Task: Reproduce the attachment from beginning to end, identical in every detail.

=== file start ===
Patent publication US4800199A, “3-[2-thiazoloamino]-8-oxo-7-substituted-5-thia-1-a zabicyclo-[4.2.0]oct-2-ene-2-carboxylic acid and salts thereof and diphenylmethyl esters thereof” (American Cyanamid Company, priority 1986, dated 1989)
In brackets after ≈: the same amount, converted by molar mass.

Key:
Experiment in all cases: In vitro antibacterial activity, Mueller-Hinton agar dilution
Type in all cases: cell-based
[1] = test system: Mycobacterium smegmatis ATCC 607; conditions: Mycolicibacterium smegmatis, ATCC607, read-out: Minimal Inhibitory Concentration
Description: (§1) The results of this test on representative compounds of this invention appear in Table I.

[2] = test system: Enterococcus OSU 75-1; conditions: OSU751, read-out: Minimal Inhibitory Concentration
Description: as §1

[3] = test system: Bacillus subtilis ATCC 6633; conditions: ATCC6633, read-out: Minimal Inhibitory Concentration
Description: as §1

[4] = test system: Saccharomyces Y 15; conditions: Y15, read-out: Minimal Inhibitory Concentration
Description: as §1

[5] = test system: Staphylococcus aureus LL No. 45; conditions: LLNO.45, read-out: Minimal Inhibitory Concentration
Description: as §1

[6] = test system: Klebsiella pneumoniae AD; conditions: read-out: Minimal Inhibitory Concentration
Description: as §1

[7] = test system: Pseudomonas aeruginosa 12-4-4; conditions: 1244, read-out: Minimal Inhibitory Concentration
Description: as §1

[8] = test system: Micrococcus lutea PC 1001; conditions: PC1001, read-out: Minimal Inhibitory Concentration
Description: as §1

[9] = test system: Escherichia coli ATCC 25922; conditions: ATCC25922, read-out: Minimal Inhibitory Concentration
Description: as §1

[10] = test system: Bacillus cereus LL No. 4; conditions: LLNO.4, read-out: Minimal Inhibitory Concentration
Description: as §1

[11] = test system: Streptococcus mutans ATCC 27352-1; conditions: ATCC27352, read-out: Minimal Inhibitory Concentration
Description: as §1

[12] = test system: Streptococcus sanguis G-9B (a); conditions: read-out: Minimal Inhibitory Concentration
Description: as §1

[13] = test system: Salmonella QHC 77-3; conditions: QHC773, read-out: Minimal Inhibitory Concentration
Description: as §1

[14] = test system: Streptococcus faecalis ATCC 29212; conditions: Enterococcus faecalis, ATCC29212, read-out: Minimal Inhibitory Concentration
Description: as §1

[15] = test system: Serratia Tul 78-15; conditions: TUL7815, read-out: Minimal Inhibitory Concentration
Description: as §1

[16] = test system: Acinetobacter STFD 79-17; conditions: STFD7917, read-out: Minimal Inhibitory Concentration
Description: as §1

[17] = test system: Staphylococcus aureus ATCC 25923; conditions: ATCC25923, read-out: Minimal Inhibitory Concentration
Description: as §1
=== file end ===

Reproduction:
Patent publication US4800199A, “3-[2-thiazoloamino]-8-oxo-7-substituted-5-thia-1-a zabicyclo-[4.2.0]oct-2-ene-2-carboxylic acid and salts thereof and diphenylmethyl esters thereof” (American Cyanamid Company, priority 1986, dated 1989)
In brackets after ≈: the same amount, converted by molar mass.

Key:
Experiment in all cases: In vitro antibacterial activity, Mueller-Hinton agar dilution
Type in all cases: cell-based
[1] = test system: Mycobacterium smegmatis ATCC 607; conditions: Mycolicibacterium smegmatis, ATCC607, read-out: Minimal Inhibitory Concentration
Description: (§1) The results of this test on representative compounds of this invention appear in Table I.

[2] = test system: Enterococcus OSU 75-1; conditions: OSU751, read-out: Minimal Inhibitory Concentration
Description: as §1

[3] = test system: Bacillus subtilis ATCC 6633; conditions: ATCC6633, read-out: Minimal Inhibitory Concentration
Description: as §1

[4] = test system: Saccharomyces Y 15; conditions: Y15, read-out: Minimal Inhibitory Concentration
Description: as §1

[5] = test system: Staphylococcus aureus LL No. 45; conditions: LLNO.45, read-out: Minimal Inhibitory Concentration
Description: as §1

[6] = test system: Klebsiella pneumoniae AD; conditions: read-out: Minimal Inhibitory Concentration
Description: as §1

[7] = test system: Pseudomonas aeruginosa 12-4-4; conditions: 1244, read-out: Minimal Inhibitory Concentration
Description: as §1

[8] = test system: Micrococcus lutea PC 1001; conditions: PC1001, read-out: Minimal Inhibitory Concentration
Description: as §1

[9] = test system: Escherichia coli ATCC 25922; conditions: ATCC25922, read-out: Minimal Inhibitory Concentration
Description: as §1

[10] = test system: Bacillus cereus LL No. 4; conditions: LLNO.4, read-out: Minimal Inhibitory Concentration
Description: as §1

[11] = test system: Streptococcus mutans ATCC 27352-1; conditions: ATCC27352, read-out: Minimal Inhibitory Concentration
Description: as §1

[12] = test system: Streptococcus sanguis G-9B (a); conditions: read-out: Minimal Inhibitory Concentration
Description: as §1

[13] = test system: Salmonella QHC 77-3; conditions: QHC773, read-out: Minimal Inhibitory Concentration
Description: as §1

[14] = test system: Streptococcus faecalis ATCC 29212; conditions: Enterococcus faecalis, ATCC29212, read-out: Minimal Inhibitory Concentration
Description: as §1

[15] = test system: Serratia Tul 78-15; conditions: TUL7815, read-out: Minimal Inhibitory Concentration
Description: as §1

[16] = test system: Acinetobacter STFD 79-17; conditions: STFD7917, read-out: Minimal Inhibitory Concentration
Description: as §1

[17] = test system: Staphylococcus aureus ATCC 25923; conditions: ATCC25923, read-out: Minimal Inhibitory Concentration
Description: as §1